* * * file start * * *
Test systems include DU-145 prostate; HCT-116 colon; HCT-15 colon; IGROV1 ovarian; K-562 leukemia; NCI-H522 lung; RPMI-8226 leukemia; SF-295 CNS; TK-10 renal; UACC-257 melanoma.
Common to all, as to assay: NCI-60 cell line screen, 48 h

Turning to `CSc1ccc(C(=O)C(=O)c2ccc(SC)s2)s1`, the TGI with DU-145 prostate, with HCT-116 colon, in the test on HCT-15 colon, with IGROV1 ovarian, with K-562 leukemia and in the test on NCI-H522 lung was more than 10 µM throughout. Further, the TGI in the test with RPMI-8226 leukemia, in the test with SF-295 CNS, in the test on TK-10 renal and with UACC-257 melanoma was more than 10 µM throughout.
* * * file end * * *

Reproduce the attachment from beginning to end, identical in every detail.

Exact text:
Test systems include DU-145 prostate; HCT-116 colon; HCT-15 colon; IGROV1 ovarian; K-562 leukemia; NCI-H522 lung; RPMI-8226 leukemia; SF-295 CNS; TK-10 renal; UACC-257 melanoma.
Common to all, as to assay: NCI-60 cell line screen, 48 h

Turning to `CSc1ccc(C(=O)C(=O)c2ccc(SC)s2)s1`, the TGI with DU-145 prostate, with HCT-116 colon, in the test on HCT-15 colon, with IGROV1 ovarian, with K-562 leukemia and in the test on NCI-H522 lung was more than 10 µM throughout. Further, the TGI in the test with RPMI-8226 leukemia, in the test with SF-295 CNS, in the test on TK-10 renal and with UACC-257 melanoma was more than 10 µM throughout.